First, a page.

by Rev. Clete Hux – Efforts toward global unity have been arising since the Tower of Babel when humanity spoke a single common language and attempted to reach the heavens. With this in mind, a question needs to be asked: Does God care more about unity than diversity? It is obvious that He did not allow mankind to keep the unity of one tongue but separated the population by language for His purpose of diversification.

God’s actions in changing mankind from one tongue to many at Babel hint at the nature of truth. By nature, truth tends to separate and clarify rather than unify. It separates itself from non-truth and vice versa.

Yes, this theme of uniting humanity has been here a long time. In our day we are bombarded with socialistic propaganda that looks suspiciously like Marxism, and supposedly all for the sake of unity. Take for example John Lennon’s song “Imagine” that was sung at this year’s Olympic opening ceremonies in Tokyo this summer. It was also sung at the opening of the 2012 Olympics. Evidently, it is a favorite of some though not all. One New York Post article referred to it as a “totalitarian anthem”. (See here: One reason for this label is that a totalitarian worldview rules out any Creator/creature distinction. So, it is atheistic with no need for such a distinction or for that matter, any distinctions.

With a little discernment, one picks up on this from the beginning of Lennon’s lyrics: “Imagine there’s no heaven; it’s easy if you try; no hell below us; Above us only sky; Imagine all the people Living for today…Aha-ah…; Imagine there’s no countries; It isn’t hard to do; Nothing to kill or die for; and no religion, too; Imagine all the people Living life in peace… You…; You might say I’m a dreamer; But I’m not the only one; I hope someday you’ll join us; And the world will be as one; Imagine no possessions; I wonder if you can; No need for greed or hunger; A brotherhood of man; Imagine all the people sharing all the world… You…; You might say I’m a dreamer; But I’m not the only one; I hope someday you’ll join us; and the world will live as one”.

I could not help but notice that the song is replete with the word “no”. No heaven…no hell…no countries…no religion…and no possessions. According to the lyrics, somehow or in some way, the “no” of these things is supposed to bring about “a brotherhood of man” where all share the world, and we live as one.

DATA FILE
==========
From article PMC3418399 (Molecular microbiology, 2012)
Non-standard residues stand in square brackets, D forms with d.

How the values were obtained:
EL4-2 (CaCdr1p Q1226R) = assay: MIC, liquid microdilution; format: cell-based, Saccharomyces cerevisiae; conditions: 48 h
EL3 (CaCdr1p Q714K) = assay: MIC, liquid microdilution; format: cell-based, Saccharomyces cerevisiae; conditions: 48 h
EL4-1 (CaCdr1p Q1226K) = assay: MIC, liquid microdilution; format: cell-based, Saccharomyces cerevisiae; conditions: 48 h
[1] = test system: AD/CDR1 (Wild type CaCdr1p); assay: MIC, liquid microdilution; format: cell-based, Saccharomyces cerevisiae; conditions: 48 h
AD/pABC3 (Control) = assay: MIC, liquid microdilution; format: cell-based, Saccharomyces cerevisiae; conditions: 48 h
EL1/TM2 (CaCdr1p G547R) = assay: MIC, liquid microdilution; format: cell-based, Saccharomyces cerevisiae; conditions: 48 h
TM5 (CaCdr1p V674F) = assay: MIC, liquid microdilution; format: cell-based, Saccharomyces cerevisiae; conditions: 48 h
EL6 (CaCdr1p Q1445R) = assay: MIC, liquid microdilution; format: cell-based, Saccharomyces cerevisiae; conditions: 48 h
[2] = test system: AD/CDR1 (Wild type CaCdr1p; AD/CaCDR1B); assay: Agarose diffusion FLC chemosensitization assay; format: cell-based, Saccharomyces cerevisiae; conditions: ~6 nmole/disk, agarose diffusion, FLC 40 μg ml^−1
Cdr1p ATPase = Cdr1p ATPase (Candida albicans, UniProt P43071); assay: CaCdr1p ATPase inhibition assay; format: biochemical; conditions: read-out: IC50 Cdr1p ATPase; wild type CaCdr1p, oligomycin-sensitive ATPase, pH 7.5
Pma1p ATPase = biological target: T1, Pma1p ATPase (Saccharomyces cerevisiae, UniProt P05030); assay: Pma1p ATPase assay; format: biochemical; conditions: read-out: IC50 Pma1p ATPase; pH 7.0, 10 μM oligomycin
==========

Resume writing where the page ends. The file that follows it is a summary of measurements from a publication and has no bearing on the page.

There are worldview implications from such a “no” lens view. First, there’s the idea of no moral absolutes. If there is no heaven or hell, then all things are relative and permissible because nothing will matter and it is left to the individual to decide what is good or evil, reward or punishment. The “no” takes care of it. Second, no countries certainly sounds like the promotion of the global community. It is a vote for open borders. Third, no possessions sounds like there is no such thing as private property. Instead, as Lennon says, the brotherhood of man will share all the world. In light of humanity’s sin nature, please don’t hold your breath on that one.

The negation of the very things that are real or the denial of distinctions is not a Biblical worldview and certainly not one that is Creator/creature distinctive. Instead, it is monistic (all is one/ one is all) as expressed in Lennon’s words expressing hope that the world “will live as one”.

Not only do the Olympic ceremonies appear to promote this humanistic monism, it seems to be a common theme of the Olympics. Back in 1996, when they were held in Atlanta, after watching the mixing and mingling of people representing the colors of the Olympic flag, sports commentator, Dick Enberg, said “As you can see, now, the people of the world are becoming a mixture of one family as they create a mountain of humanity. All the tribes are losing their identity and for this occasion, this Olympics, they become one!”(See One can see the parallel in antiquity, where the people of the world, all one language and one mindset, sought to secure their own future by their own efforts on their own mountain, the tower of Babel.

The truth is Lennon’s “Imagine” is more about “Re-Imagining” truth and reality, which is so prevalent today in the burgeoning woke and cancel cultures that want to redefine everything. In essence, it is an attempt to return to the tower of Babel… trying to build a world without God. Like Lennon, many of us may wish for a utopian society. But, like Lennon, we too would be dreaming, and to wish for such is a vain imagination that denies the nature of God-given truth and the very nature of God Himself. The real God created the universe and man, and these are distinct from God. Our destiny, our noblest aspirations, and our fulfillment of them will only be complete in worship of the one true God.